October 11, 2013

5 Questions: Rudolf Frieling

We’re taking our Five Questions series around the office and finding out more about SFMOMA staff members and what’s changed for them now that we’re under construction. Today we’re talking to Rudolf Frieling, Curator of  Media Arts, in our new Kearny Street offices, where a lot of our staff have temporarily relocated until our building reopens.


Rudolf, standing in front of a Jochen Gerz piece from The Gift, San Francisco, 2008-2009.

Please describe your job in three sentences or less:

Would three terms do as well? Art, media, and contemporary culture. What this means in practice is that I look at art, engage with artists, work with them on new projects, and propose art for the collection. I also organize exhibitions and develop new exhibition formats for the museum.

Do you collect anything?

I don’t collect. We do have art at home, and that has sort of just happened — stuff we got from friends or found somewhere. Since I am professionally involved with collecting, I don’t want to create a conflict of interest, so I don’t collect.

If you could spend an afternoon with anyone, living or dead, who would it be?

An afternoon? I’d rather have an evening with one of two Irish writers — I have a love for Irish writers. The first is James Joyce. I majored in literature, writing about the work of James Joyce. His way of thinking about language has deeply influenced my thinking in general. The second is kind of a no-brainer: Samuel Beckett. I love his deadpan humor and his minimalist, recursive use of language. Both writers developed very open formats. Both writers lived in exile, as do I in a way. Both had to find a way to live in more than one language.

If you weren’t a curator, what would your gig be?

I recently read that the Walker Art Center is doing another festival for cat video creators, this time at the Minnesota State Fair. My family would probably love for me to be a cat video creator. I’m not sure what it is that I would want to do. It would probably be something that takes a lifetime to figure it out. I would be somehow in the art or film business. But whatever I would do, it would probably be in Italy.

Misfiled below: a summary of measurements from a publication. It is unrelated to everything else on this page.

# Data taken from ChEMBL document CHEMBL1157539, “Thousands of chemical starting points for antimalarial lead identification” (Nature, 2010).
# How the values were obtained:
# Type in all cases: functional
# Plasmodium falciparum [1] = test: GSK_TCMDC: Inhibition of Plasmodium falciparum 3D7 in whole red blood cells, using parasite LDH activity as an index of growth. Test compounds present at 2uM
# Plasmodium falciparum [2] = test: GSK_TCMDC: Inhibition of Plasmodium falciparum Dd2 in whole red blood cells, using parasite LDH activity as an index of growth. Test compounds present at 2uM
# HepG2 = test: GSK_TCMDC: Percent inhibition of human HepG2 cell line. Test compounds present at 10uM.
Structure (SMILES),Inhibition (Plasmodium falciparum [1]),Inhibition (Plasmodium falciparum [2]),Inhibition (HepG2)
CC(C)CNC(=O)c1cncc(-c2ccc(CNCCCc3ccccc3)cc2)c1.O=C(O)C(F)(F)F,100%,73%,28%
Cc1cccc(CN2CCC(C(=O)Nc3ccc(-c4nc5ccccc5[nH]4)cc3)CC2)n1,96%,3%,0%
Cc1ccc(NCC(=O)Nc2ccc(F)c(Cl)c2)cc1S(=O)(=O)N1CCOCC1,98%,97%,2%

What’s your favorite tool? Why?

I don’t really have a favorite tool, but I do have two things I always use. The first is a simple Italian household coffee machine for my morning coffee and the second is, of course, my glasses. What would I do without my glasses? I wouldn’t be sitting here in this museum because I couldn’t see anything. They also help me find the coffee machine in the morning.

What should I ask you?

Why are you not in Italy? Why I’m not in Italy would be another interview though. But there is a very personal reason why I think I am in San Francisco. In the seventies I had an accident here with a cable car and it made me sue the city of San Francisco. The money I got eventually paid for a few trips back to the Bay Area, until I stopped for quite a while, briefly giving New York a chance and then living again in Berlin. So fast-forward two decades, when I received the gracious offer to come work here as a curator at the museum, it totally made sense to me — I felt San Francisco had always been my destiny on a very embodied, personal level.

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